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Madagascar Coast

Our track south along the NW coast of Madagascar
We sailed south along the NW Madagascar coast

Landscape:  Much of the West coast of Madagascar is  low hills with dry scrub but there are areas with dense forest where lemurs live. Water only clear offshore.  Coastal water red from erosion.  Thatched hut villages. Thousands of sailing dhows.
Visited:  7 October to 3 November 2007

You can see more photos and read a lot more about sailing to Madagascar and sailing the coast in our Madagascar Newsletters and our Madagascar Cruising section.

Thinking of traveling to Madagascar?  Domestic and international flights serve the airport on Nosy Be.  This green and hilly island has a growing number of resorts and some boat charter companies.  Here you can get a glimpse of how an ancient way of life is still carried on as you watch the hand-hewn wooden dhows ply the waters of the island.  If you charter a boat for a few days, you'll be able to visit Tani Keli with its clear waters for snorkeling, Nosy Komba with its friendly village and protected Black Lemurs, and 40 miles north you can see how coastal Malagasy live in a small thatched hut village on the island of Mitsio.  Flights from Madagascar's capital, Antananarivo (usually abbreviated 'Tana) serve the coastal town of Majunga (aka Mahajanga).  This busy port hosts lovely colonial architecture where colorful rickshaws criss‑cross the city.  Its nearby attractions include Cirque Rouge (which we saw from the sea -- an awesome red sandstone geological sculpture) and Ankarafantsika National Park with its 8 lemur species.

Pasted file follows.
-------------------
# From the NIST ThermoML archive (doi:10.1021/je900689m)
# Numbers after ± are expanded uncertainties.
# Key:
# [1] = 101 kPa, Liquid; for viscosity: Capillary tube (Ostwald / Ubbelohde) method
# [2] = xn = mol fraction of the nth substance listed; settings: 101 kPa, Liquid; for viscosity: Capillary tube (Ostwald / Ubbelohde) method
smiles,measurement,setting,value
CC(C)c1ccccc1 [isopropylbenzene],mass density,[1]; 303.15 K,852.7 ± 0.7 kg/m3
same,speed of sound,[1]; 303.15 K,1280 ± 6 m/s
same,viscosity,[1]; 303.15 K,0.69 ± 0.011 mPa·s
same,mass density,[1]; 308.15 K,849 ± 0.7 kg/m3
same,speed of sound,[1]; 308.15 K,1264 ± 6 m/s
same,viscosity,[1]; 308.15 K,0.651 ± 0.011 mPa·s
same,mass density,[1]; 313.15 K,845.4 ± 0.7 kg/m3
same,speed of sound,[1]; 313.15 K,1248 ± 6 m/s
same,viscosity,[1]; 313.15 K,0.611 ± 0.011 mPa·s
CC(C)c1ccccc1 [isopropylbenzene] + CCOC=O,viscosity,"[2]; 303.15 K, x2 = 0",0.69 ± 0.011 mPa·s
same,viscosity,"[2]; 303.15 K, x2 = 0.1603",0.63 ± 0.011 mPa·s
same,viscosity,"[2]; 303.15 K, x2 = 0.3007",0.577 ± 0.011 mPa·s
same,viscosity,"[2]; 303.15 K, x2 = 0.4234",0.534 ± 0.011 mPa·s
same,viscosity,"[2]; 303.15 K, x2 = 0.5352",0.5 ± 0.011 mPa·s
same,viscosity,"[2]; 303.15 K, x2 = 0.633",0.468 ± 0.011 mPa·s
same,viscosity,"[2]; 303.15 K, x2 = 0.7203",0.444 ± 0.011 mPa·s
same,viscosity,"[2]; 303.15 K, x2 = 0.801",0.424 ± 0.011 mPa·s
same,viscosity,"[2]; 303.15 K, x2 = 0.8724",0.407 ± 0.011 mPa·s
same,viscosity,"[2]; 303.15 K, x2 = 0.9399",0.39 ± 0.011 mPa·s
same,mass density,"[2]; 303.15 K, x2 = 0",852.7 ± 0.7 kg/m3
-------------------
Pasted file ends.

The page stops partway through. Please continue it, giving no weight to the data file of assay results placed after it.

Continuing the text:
Heading home on Madagascar's coast
Heading home on Madagascar's coast

(Sue)  A profusion of hand-hewn pirogues and sailing dhows welcomed us to the western Indian Ocean.  It was something I had expected in Africa, but not in Madagascar.  But then again, I wasn't sure what to expect.  With roots from Indonesia and Africa, the Malagasy (MAL-gash) peoples use wooden boats with lateen sails as a means of transport for both goods and people.  Whole families often filled the boats.  Larger dhows laden with wooden beams or thatch for building materials ghosted quietly by on the light winds.  At low tide, they dropped their sails as they approached the town of Hellville on Nosy Be, and poled their way into the harbor.  Having heard so much about the lemurs and rainforests of Madagascar, it was surprising to learn about this coastal environment.

Malagasy men after trading fruit for clothes
Malagasy men after trading fruit for clothes